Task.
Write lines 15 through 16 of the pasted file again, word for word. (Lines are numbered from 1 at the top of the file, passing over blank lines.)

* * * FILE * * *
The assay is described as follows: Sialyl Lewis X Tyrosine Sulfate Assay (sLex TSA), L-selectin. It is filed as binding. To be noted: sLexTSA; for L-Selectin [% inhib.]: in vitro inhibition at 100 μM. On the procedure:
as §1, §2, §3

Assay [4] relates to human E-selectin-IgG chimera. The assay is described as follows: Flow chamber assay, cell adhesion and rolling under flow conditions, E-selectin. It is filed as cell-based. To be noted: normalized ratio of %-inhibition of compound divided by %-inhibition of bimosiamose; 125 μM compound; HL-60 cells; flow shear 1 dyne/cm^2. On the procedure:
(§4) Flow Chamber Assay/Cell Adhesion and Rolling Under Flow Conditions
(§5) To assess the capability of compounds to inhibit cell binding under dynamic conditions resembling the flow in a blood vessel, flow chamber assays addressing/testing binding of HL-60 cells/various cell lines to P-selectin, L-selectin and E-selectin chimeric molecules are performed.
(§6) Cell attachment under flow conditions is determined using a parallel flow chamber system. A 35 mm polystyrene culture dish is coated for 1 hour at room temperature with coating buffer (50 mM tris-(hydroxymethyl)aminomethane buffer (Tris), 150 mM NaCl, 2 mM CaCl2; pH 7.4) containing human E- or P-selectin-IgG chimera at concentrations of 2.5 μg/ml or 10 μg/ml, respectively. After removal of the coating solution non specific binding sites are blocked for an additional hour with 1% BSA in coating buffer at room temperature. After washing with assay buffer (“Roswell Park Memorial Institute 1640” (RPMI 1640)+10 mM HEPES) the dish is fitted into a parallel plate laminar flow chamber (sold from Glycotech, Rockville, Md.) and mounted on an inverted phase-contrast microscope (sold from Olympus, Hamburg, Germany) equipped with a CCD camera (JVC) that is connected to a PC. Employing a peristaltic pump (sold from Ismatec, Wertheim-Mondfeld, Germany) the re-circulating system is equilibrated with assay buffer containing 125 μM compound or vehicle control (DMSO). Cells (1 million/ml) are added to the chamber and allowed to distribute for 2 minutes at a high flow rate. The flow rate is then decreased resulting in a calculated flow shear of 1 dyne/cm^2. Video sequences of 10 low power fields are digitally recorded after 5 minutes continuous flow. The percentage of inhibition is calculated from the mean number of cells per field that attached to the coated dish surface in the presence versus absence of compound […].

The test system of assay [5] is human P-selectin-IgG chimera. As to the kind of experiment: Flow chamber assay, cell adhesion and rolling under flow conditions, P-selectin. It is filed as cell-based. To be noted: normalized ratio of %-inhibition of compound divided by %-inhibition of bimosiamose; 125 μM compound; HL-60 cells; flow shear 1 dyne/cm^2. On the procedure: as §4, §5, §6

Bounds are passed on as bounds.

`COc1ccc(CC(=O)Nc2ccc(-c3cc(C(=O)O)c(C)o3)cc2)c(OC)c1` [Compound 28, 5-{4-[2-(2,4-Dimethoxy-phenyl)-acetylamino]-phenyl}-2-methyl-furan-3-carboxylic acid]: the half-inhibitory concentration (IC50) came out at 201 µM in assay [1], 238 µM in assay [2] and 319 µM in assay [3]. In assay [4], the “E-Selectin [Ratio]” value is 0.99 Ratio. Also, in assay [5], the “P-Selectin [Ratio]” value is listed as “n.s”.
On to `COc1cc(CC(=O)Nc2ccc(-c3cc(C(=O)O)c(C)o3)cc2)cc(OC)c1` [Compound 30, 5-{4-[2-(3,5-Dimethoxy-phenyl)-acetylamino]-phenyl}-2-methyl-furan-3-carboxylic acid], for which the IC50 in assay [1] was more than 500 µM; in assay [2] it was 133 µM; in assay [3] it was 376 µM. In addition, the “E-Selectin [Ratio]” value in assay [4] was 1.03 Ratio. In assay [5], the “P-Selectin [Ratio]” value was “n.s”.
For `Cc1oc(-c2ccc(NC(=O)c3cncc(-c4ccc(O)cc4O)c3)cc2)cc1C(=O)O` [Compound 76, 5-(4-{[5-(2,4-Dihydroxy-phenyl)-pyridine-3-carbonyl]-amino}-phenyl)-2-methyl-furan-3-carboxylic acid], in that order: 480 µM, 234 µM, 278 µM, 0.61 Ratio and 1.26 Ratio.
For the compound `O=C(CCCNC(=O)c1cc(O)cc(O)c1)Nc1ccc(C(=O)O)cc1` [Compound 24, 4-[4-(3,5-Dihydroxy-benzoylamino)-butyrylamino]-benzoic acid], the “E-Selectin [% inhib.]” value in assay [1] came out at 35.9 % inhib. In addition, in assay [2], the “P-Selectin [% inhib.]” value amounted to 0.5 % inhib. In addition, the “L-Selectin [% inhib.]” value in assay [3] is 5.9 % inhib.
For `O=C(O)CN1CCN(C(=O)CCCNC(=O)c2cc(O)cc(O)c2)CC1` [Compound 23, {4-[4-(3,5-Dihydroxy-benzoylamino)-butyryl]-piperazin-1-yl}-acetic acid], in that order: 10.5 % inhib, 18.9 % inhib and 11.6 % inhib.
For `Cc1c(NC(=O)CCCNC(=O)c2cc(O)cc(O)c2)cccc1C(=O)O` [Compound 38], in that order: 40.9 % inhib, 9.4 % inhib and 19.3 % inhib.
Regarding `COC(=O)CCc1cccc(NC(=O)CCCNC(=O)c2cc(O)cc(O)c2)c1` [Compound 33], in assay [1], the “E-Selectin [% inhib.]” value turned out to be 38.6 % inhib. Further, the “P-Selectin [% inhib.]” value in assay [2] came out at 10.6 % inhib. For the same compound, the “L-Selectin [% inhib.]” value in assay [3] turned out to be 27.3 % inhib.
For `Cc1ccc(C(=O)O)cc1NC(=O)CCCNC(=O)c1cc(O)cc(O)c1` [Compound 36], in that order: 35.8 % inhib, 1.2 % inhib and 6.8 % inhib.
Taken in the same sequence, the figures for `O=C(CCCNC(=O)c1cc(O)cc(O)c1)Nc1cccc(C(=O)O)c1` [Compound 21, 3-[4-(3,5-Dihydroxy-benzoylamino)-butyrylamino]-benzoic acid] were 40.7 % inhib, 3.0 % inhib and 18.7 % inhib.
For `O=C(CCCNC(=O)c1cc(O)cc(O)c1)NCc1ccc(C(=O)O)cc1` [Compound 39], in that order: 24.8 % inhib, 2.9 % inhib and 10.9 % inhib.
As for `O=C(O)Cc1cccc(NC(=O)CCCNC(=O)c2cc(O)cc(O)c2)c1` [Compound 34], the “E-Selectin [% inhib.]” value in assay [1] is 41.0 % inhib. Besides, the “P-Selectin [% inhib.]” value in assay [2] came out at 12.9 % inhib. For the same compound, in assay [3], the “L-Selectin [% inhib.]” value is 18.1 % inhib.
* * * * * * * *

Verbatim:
Regarding `COC(=O)CCc1cccc(NC(=O)CCCNC(=O)c2cc(O)cc(O)c2)c1` [Compound 33], in assay [1], the “E-Selectin [% inhib.]” value turned out to be 38.6 % inhib. Further, the “P-Selectin [% inhib.]” value in assay [2] came out at 10.6 % inhib. For the same compound, the “L-Selectin [% inhib.]” value in assay [3] turned out to be 27.3 % inhib.
For `Cc1ccc(C(=O)O)cc1NC(=O)CCCNC(=O)c1cc(O)cc(O)c1` [Compound 36], in that order: 35.8 % inhib, 1.2 % inhib and 6.8 % inhib.